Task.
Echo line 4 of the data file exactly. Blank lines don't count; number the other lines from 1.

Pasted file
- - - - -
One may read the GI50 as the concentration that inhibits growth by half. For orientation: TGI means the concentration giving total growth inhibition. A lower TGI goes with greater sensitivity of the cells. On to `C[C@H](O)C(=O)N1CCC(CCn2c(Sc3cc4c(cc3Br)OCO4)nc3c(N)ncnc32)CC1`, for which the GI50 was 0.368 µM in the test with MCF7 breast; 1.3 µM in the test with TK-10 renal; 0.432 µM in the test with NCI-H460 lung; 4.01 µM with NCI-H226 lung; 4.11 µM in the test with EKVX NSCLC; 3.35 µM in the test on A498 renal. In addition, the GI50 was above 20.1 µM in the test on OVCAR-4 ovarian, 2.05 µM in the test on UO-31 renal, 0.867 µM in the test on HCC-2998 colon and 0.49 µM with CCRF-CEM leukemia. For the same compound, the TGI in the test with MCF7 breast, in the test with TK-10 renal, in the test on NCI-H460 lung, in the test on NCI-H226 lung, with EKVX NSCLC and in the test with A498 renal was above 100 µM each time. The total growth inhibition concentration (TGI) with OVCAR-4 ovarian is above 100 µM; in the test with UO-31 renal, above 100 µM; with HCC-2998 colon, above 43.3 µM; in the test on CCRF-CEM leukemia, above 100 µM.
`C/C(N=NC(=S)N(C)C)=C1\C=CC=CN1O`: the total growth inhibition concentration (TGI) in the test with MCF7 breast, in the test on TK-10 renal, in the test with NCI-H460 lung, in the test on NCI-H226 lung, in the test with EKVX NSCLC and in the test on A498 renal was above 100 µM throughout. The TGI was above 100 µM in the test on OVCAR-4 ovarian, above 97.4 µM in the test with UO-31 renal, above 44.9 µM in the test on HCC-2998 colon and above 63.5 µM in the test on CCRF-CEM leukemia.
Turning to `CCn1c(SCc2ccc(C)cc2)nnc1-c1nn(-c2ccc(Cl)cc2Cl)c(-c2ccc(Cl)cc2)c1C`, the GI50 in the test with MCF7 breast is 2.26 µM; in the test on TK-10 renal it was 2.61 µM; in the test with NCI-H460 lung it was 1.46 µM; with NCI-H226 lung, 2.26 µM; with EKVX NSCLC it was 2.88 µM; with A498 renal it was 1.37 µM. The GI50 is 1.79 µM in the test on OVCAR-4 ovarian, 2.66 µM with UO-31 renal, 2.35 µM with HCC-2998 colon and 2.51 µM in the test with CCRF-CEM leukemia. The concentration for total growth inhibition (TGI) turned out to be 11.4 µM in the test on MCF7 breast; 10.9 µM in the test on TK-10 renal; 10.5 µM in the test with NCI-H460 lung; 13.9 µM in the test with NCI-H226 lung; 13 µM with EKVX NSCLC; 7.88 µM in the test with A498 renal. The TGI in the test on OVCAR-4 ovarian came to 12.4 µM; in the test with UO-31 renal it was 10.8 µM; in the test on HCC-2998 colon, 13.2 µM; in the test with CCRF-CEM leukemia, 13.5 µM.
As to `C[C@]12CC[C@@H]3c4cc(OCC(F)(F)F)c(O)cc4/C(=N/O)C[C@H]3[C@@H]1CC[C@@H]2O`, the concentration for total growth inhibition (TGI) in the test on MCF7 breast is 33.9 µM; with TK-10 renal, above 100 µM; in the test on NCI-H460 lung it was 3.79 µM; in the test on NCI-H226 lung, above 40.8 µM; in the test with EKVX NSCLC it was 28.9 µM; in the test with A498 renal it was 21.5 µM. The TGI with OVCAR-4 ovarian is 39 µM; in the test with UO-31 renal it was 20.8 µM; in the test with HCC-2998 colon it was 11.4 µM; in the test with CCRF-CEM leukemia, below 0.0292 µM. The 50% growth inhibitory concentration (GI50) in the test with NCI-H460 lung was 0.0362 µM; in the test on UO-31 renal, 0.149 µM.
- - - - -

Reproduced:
As to `C[C@]12CC[C@@H]3c4cc(OCC(F)(F)F)c(O)cc4/C(=N/O)C[C@H]3[C@@H]1CC[C@@H]2O`, the concentration for total growth inhibition (TGI) in the test on MCF7 breast is 33.9 µM; with TK-10 renal, above 100 µM; in the test on NCI-H460 lung it was 3.79 µM; in the test on NCI-H226 lung, above 40.8 µM; in the test with EKVX NSCLC it was 28.9 µM; in the test with A498 renal it was 21.5 µM. The TGI with OVCAR-4 ovarian is 39 µM; in the test with UO-31 renal it was 20.8 µM; in the test with HCC-2998 colon it was 11.4 µM; in the test with CCRF-CEM leukemia, below 0.0292 µM. The 50% growth inhibitory concentration (GI50) in the test with NCI-H460 lung was 0.0362 µM; in the test on UO-31 renal, 0.149 µM.